“As there’s this explosive need for therapy services, my fear is there will be terribly unsatisfactory experiences people might have,” she said. “That may lead to a continued or resurgent denial or dismissal of therapy, if it’s not that helpful.”

She’s not advocating for turning back the clock on the new digital venues in the therapy space, given that it can serve a patient well who has limited availability and geographical proximity to services.

“I just think that you have to be careful how much you rely on those platforms, even if we have to accept it’s an option to supplement clinical expertise,” she said.

Debra Wentz, CEO of the New Jersey Association of Mental Health and Addiction Agencies, has spoken of this issue for years. It has never been easy, for all the reasons Parker points out and more, to recruit qualified staff for treating mental health issues and substance use disorders.

And turnover has been high for a number of years as a result of inadequate salaries. Most of the sector’s professionals quickly flee to the education sector, or other public or private positions, which boast of better benefits and higher pay, Wentz said.

What’s different this time around is that aforementioned uptick in demand. One out of five individuals might have required psychiatric services for anxiety or depression symptoms on an annual basis before the pandemic, according to National Health Interview Survey data.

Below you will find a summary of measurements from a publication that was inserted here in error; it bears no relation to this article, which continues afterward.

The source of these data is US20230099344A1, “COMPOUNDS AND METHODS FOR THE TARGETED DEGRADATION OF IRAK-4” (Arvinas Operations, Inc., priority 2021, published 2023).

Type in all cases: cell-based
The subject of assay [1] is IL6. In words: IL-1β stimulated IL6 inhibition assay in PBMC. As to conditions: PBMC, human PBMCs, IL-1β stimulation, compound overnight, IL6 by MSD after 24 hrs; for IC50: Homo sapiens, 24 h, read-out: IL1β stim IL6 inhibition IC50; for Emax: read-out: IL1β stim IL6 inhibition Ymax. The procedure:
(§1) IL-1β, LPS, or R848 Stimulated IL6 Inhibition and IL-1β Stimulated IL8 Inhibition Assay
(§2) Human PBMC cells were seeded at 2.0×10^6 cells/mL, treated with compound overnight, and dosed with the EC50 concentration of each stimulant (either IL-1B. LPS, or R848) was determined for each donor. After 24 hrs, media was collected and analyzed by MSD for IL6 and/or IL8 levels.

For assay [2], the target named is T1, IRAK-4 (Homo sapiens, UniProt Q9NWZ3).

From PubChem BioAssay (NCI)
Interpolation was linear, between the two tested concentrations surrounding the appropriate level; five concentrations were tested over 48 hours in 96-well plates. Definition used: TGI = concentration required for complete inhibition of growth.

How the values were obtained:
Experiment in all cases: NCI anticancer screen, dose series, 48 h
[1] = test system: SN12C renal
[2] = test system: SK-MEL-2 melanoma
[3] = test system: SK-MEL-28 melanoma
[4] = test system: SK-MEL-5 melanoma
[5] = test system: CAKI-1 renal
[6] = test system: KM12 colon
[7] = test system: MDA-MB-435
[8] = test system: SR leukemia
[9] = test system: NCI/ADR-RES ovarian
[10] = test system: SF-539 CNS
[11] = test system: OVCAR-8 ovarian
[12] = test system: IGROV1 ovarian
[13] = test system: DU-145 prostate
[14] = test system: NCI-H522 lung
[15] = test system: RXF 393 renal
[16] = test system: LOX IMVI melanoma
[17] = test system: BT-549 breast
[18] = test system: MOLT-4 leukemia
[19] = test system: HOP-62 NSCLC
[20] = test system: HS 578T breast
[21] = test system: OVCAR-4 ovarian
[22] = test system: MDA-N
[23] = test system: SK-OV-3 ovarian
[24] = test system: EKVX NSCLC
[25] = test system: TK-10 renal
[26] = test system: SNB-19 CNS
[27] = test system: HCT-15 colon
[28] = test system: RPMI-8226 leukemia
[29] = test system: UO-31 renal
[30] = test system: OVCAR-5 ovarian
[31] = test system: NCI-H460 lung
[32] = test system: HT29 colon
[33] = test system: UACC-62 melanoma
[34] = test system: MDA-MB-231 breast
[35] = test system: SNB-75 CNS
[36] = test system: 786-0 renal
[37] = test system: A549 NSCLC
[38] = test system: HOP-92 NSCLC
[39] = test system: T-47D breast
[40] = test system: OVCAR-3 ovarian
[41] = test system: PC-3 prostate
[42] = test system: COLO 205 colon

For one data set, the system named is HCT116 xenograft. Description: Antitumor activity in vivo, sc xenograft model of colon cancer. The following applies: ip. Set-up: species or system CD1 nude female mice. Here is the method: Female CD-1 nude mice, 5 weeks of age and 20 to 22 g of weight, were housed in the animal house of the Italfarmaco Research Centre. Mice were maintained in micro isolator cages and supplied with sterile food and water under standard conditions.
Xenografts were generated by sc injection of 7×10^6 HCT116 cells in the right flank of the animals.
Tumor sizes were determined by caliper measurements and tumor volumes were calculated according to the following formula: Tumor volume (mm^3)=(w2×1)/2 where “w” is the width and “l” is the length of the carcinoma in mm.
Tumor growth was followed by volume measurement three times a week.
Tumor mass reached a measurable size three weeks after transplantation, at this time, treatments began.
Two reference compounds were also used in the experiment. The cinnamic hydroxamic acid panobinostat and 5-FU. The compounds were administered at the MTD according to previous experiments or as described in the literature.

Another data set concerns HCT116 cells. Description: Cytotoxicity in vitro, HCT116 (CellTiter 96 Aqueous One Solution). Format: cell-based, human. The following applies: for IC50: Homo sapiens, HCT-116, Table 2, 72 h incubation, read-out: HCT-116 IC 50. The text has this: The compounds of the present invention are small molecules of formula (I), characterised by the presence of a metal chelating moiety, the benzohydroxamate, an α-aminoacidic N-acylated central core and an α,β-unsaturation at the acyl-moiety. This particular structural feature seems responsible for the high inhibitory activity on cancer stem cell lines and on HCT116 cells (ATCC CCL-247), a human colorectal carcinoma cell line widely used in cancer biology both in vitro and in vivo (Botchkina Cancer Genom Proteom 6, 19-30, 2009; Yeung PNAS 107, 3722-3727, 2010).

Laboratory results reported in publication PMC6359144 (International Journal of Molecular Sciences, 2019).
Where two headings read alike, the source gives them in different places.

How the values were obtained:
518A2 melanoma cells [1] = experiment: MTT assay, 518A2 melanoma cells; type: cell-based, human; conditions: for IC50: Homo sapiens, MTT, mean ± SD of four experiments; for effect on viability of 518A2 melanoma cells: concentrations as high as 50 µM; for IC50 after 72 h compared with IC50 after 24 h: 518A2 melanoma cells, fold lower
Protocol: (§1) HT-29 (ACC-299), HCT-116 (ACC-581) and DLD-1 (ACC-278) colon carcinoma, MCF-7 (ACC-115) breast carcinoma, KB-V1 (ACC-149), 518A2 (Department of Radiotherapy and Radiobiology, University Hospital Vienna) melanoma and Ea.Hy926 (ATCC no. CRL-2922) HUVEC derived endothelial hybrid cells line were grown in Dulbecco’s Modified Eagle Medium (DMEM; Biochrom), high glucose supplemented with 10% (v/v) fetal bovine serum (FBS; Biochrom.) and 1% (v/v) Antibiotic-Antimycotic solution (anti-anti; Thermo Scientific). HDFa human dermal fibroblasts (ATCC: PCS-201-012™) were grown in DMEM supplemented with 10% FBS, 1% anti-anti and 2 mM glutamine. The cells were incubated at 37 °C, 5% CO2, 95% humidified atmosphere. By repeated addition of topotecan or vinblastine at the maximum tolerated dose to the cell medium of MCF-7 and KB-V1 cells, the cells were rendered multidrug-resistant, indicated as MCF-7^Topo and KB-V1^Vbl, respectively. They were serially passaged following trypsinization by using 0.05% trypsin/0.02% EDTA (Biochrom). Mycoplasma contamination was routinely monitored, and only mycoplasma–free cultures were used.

That’s more like one of four individuals now.

And the worst might not be over, because, as Parker noted, suicide rates and other figures from the Spanish flu were at their worst several years after that pandemic’s start.

“What this new demand results in is a heavier workload for an inadequate number of staff, and, ultimately, higher turnover, too,” Wentz said. “What providers are doing to prevent that is increasing salaries, but, because they don’t have the resources to maintain higher staff numbers with those salaries, they have to reduce the amount of individuals they serve.”

From the perspective of those being offered mental health and addiction services, that might mean long waits for access to treatment. That delay in treatment, she warns, could mean worse outcomes for issues that possibly could’ve been addressed and treated.

Wentz said the solution this time around is not a whole lot different from before: The sector needs more funding from the state, as well as raised rates for outpatient mental health and addiction care. She accepts the industry’s pleading for more funds might come across as expected — or that it might even earn some moans and groans.

“But people need to know that, right now, we’re at a tipping point,” she said.

Some professions within the larger mental health framework are struggling worse than others. Wentz said her organization is strongly advocating for psychiatrists for children to be offered more support. She explained that, even as the 2022 New Jersey budget dedicated $108 million more than prior budgets to children with emotional and behavioral health care needs, for technical reasons that have to do with Medicaid reimbursement restrictions, child psychiatrists would not directly see the financial benefit.